As a direct result of the Narendra Modi government’s decision to turn Jammu and Kashmir and Ladakh into two separate union territories, the Fifteenth Finance Commission (FFC) is likely to allocate sums from the divisible tax pool to 28 states, instead of 29. The allocations for the two union territories of Jammu and Kashmir and Ladakh are expected to come out of the Centre’s liabilities, Business Standard has learnt.
“It now becomes 28 states instead of 29, and according to the standard practice and the Terms of Reference, the requirements of union territories have to be counted as part of liabilities of the Centre. The devolution of the tax pool will have to be recalculated from 29 states to 28,” said an official aware of the working of the FFC.
The official added that it isn’t immediately clear if the FFC will be given additional terms of reference or more time to adjust for the conversion of the state of Jammu and Kashmir to two separate union territories. All this is of course subject to the Jammu and Kashmir Reorganization Bill being passed in Rajya Sabha (will change once passed) and it withstanding any challenge in the Supreme Court.
As reported earlier, FFC Chairman N K Singh has ruled out including UTs with legislative bodies, like Delhi and Puducherry, in the divisible tax-pool in-line with other states, even after getting representations to do so. “We are not formally considering the memorandum of Puducherry and Delhi because under the Constitution, we are not enjoined to do so, and we have to strictly act in accordance with the Constitution,” Singh had told Business Standard in an interaction earlier this month.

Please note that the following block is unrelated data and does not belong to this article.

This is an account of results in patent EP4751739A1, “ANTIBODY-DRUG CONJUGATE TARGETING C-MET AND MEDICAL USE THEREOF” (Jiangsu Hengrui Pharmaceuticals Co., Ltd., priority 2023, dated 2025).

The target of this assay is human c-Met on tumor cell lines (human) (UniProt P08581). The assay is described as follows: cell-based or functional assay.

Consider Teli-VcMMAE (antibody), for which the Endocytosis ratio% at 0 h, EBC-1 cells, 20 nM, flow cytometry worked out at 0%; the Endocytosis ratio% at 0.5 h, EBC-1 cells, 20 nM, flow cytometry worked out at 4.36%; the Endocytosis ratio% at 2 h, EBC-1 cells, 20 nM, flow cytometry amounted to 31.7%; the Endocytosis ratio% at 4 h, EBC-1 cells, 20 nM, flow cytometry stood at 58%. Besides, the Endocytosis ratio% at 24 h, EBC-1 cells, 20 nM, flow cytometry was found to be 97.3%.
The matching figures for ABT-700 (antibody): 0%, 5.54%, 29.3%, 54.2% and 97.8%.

Just like Delhi and Puducherry, Jammu and Kashmir is expected to become a Union Territory with legislatures and elected parties in power, just short of a full statehood status. Ladakh will be a Union Territory without a separate legislative body, like Chandigarh, Daman and Diu, Andaman and Nicobar, and others.